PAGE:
Just curious if anyone knows if there has been any polling done on this as to what percentage of the population actually supports it? When you think about it, it's quite clever marketing to say "We are the 99%", obviously implying that the movement is large, whereas it might only be that 5 or 10 percent of people support it.
At the risk of repeating myself or re-stating the obvious, thought I layout a clean sheet vision of the issue and the 99%.
The 99% figure is representative of all of those who are not politicians or bankers or financial market gurus who control the numbers which are used by financiers and politicians to set policy which at the end of the day, impacts upon the rest (99%) of us.
Just as you need $$$ to live happily ever after, banks will happily commit you to your own debt molehill (mortgage & credit cards). Which gives them the power to control your lifestyle, thru your spending (their credit), and your disposable income (their interest payments).
Now thats the micro view, but turn that up by a factor of millions and its how the financial markets control countries. By dictating the terms of their debt.
But at this level they deal with politicians, who'll happily borrow more to promise what it'll take to keep them in power (more debt). More debt to the financial institutions more power to them... less to government
Soo... governmental power moves from the politicians to the corporates, what can they do?? Fortunately politicians are vote driven... people power can manipulate the political landscape in the hope that things will change. As for what and how, thats an individual choice.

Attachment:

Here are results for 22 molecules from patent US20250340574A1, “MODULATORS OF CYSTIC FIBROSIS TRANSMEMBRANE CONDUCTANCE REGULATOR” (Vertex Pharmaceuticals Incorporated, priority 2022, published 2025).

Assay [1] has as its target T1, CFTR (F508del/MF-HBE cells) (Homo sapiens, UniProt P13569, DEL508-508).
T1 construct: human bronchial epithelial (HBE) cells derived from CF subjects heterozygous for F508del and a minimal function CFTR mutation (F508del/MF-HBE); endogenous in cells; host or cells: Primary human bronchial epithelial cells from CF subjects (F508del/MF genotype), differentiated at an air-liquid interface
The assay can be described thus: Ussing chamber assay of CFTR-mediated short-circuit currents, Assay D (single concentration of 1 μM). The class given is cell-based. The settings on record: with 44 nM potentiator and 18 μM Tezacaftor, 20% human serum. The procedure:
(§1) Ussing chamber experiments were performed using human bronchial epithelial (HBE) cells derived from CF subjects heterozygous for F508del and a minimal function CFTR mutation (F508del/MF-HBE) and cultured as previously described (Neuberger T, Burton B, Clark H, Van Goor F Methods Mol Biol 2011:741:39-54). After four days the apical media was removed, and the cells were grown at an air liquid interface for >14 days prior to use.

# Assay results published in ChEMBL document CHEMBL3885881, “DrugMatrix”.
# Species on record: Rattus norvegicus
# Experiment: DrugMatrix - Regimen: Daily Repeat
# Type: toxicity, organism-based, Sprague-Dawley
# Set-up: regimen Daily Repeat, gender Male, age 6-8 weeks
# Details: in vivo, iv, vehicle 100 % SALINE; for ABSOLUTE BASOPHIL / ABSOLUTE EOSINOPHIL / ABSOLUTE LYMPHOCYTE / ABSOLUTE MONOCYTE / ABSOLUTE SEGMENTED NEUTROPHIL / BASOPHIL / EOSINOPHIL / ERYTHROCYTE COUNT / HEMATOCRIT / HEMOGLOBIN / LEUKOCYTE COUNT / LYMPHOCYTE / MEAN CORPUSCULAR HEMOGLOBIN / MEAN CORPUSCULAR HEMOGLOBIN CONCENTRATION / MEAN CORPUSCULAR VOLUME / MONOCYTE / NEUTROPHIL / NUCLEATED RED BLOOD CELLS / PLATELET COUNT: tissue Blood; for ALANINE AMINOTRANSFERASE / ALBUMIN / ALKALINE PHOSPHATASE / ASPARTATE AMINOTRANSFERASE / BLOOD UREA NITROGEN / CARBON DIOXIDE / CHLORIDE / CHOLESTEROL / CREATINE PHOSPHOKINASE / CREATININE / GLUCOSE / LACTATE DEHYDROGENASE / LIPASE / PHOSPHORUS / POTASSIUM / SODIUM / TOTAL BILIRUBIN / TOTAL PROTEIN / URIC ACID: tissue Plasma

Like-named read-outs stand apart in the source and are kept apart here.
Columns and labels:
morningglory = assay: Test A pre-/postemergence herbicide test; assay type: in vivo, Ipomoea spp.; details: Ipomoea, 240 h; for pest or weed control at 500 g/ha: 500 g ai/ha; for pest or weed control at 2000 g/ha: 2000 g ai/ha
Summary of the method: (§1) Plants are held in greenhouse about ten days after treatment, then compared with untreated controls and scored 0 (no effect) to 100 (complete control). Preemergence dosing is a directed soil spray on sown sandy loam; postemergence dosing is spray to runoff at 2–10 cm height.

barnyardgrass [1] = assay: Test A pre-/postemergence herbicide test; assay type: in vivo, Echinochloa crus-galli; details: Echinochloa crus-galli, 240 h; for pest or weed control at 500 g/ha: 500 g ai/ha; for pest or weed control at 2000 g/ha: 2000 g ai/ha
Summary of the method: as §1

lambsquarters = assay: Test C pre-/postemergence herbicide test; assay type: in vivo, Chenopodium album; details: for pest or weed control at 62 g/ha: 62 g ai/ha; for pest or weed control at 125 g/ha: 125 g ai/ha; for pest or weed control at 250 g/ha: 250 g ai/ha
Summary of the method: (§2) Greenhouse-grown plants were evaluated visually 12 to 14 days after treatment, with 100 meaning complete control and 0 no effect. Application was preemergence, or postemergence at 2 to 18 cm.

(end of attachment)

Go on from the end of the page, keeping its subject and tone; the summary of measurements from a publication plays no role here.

As always on the fringes of these things you'll get the radicals and the militants who'll be more violent in protest, and risk (because they simply know no better) destabilising the whole thing. And that's why the results of 'occupy' vary across countries.
But the difference this time around for this type of protest is twofold, firstly it's 'the-internet'. Where previously movements of dissatisfaction have been localised now it's easier to get others involved globally. Just as it's easier for those involved to research things and have a greater understanding. And secondly, of course, we're in recessionary times.
When you're down to being able to see the bottom of your credit line it's far easier to look back up and see how big it is and ponder how you got to make the hole sooo large.
When you're able to manage your credit card and have a regular job it all seems a bit pointless, a bit 'I'm-not-one-of-the-99%'.... but step back a bit and look at the bigger picture, at Greece and Ireland, and Spain and Portugal and France and Italy and New Zealand and America....
Printing money and buying iphones won't change the financial landscape. It won't change whether you're a 1 percenter or a 99 percenter. You may not want to be a 99% kind of a guy buy when voting time comes along you'll cast your vote. And down stream you'll moan about about the political rhetoric and direction and wonder why things are done the way the are...because there must be a better way. Right??